Editor’s Note: Rabbi Mark Levin is the founding rabbi of Congregation Beth Torah in Overland Park, KS, and a contributor to Jewish Sacred Aging.
People our age, my age, in our sixties and above, need to be attuned to helping one another. What does that mean?
It means that everyone I know, EVERYONE, WITHOUT EXCEPTION, is in need of some sort of sensitivity and outreach. Most don’t want to admit it. Whether it’s acute or long term illness; recent or impending loss; constant, insistent pain; adult children or children adults; everyone has some tsarah, some hurt, that demands their attention. They need sensitivity to their hurt, a helping hand from time to time, a listening, sensitive ear even more frequently, reliable respite care, and someone to help restore their resilience.
This is a change over the last 6 years. A change occurs in life at 60, and another one at 80. After 60 everyone has some pain that is not likely to heal. That’s entirely different than earlier, when we could expect to recover. Now we can’t always expect to recover, and that’s a significant pain of a different sort. Now, what ails us may not only be unrelenting, but without much hope of reprieve.
It could be depressing, but it does not need to be. And a primary antidote to depressing is resilience; a second, and nearly as important antidote, is a true friend or loved one to share through authentic presence. You’d be amazed how far sincere caring can carry us down the road to healing.
There’s a difference between a cure and healing. A cure restores us to where we were. Healing enables us to live full lives, maybe even better lives, without a cure. It can be both physical and spiritual, but it’s definitely spiritual.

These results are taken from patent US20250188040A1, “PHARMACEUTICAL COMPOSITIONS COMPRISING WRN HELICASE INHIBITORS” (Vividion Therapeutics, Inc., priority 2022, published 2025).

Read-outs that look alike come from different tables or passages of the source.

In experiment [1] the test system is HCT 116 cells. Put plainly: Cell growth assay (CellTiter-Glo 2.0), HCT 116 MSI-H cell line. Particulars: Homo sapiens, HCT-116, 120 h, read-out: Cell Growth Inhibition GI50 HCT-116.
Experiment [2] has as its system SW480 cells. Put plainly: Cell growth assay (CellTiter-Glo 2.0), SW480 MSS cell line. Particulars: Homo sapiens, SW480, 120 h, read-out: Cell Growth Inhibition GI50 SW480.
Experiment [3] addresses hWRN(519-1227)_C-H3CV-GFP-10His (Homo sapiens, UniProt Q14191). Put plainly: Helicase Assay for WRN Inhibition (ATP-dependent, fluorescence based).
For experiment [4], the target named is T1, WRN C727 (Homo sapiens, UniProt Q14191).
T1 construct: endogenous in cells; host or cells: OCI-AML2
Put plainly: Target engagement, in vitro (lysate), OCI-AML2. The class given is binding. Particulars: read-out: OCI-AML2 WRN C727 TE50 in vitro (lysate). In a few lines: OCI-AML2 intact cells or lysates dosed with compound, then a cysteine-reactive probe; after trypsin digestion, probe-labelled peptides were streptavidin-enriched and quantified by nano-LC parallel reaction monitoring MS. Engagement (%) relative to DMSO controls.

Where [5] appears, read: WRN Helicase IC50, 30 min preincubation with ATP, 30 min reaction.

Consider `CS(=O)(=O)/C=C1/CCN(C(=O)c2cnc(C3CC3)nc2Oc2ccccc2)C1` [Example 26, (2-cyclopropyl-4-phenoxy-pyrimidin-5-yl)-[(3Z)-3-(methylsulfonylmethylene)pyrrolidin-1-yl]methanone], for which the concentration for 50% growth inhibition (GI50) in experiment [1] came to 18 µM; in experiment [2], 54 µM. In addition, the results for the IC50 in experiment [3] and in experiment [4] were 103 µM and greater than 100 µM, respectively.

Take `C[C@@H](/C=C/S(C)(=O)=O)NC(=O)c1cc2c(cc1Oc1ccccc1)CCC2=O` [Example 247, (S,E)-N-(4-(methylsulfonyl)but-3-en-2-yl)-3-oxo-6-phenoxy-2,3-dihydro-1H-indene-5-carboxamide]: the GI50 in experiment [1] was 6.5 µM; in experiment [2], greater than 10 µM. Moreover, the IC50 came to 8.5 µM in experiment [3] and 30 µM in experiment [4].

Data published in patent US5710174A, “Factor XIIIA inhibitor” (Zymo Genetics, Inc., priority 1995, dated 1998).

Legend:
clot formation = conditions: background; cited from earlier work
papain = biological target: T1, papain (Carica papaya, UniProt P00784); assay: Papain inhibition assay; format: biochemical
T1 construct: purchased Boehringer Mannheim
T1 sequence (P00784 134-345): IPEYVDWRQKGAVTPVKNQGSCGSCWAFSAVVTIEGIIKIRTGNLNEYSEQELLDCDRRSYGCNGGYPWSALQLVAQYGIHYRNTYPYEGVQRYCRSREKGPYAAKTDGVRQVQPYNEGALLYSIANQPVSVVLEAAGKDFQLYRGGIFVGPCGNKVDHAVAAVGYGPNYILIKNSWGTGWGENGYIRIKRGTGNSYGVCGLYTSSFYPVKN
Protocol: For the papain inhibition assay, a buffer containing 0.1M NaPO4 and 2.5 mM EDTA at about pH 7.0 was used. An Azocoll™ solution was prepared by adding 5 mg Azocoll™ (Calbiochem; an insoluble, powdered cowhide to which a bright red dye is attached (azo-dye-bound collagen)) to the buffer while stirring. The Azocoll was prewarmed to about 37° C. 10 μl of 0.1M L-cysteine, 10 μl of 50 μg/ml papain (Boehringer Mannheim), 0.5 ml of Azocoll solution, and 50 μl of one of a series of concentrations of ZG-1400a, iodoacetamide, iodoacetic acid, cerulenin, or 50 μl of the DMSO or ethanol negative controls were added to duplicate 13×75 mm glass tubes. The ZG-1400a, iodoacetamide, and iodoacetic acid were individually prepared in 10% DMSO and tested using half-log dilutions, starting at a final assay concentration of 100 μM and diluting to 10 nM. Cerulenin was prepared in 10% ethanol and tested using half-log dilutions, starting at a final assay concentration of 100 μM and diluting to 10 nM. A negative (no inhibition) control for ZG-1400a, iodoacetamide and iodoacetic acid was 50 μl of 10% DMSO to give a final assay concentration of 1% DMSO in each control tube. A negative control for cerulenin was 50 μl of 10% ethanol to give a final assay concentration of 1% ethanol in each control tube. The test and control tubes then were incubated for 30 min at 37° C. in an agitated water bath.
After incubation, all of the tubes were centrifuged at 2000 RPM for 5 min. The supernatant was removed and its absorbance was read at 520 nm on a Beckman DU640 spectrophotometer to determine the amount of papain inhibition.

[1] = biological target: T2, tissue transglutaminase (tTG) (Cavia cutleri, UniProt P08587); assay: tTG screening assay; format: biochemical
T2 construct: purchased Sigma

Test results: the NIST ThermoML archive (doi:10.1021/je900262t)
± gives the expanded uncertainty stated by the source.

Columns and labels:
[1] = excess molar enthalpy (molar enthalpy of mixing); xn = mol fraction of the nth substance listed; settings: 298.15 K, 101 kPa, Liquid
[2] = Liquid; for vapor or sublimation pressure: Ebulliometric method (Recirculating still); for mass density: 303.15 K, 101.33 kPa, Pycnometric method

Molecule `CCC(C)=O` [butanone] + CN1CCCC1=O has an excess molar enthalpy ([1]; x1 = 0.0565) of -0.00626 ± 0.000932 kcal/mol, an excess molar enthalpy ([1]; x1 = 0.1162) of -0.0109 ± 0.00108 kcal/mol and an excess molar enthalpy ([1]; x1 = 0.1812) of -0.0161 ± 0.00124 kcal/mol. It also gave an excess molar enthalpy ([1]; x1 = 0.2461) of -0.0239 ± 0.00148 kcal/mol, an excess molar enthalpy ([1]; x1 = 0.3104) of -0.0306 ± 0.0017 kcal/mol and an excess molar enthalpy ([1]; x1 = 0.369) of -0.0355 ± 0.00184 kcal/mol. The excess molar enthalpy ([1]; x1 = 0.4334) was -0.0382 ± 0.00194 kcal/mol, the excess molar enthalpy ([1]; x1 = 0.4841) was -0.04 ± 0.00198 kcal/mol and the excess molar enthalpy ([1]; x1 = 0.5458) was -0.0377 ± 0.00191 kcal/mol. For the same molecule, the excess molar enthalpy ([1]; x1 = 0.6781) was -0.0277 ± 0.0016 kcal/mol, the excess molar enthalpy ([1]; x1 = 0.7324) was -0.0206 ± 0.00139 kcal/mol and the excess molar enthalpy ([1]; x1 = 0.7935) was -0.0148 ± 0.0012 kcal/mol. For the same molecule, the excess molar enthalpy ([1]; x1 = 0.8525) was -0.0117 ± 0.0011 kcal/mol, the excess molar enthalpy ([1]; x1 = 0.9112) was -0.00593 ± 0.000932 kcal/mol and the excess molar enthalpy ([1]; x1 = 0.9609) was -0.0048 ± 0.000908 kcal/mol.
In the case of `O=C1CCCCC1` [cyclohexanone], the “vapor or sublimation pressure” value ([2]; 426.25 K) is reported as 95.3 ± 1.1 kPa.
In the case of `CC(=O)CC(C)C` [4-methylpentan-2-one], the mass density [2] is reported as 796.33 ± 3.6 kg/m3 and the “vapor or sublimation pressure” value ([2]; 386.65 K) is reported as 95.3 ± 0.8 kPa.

So listen up: if you are younger, prepare yourself. If you have arrived, you already know this, and I am just trying to articulate what you’ve been thinking, and maybe even saying. There’s strength in communal sharing, a small community or large. Let us not be silent to one another. Let us signal that we are prepared to reach out and help, not for the bragging rights, but for the kindliness that we have discovered we all need. We have come of age.
Rabbi Mark H. Levin is a native of Baltimore, Maryland. Graduated in 1971 from Boston University, magna cum laude with distinction in religion, Rabbi Levin received his Master of Arts in Hebrew letters from Hebrew Union College – Jewish Institute of Religion (HUC-JIR) in 1974, his Certificate in Jewish Communal Studies in 1974(L.A.), and was ordained in 1976 (Cincinnati).
Most recently, Rabbi Levin completed his Doctorate of Hebrew Letters through HUC-JIR in New York in May, 2001, and his honorary Doctor of Divinity in 2001 in Cincinnati. He has been the congregational Pulpit Rabbi for Congregation Beth Torah since its inception in 1988 up until his retirement from this position in June 2014. In July 2014 he accepted the position of Beth Torah’s Founding Rabbi.
Rabbi Levin is the father of three children and grandfather of one child. He is married to the former Kacy Childs-Winston, the mother of Kyle and Seth Winston. Rabbi Levin serves on several local boards and writes religion columns for the Kansas City Star, and answers questions for the “Ask the Rabbi” service of the Union of Reform Judaism. To email Rabbi Levin, firstname.lastname@example.org.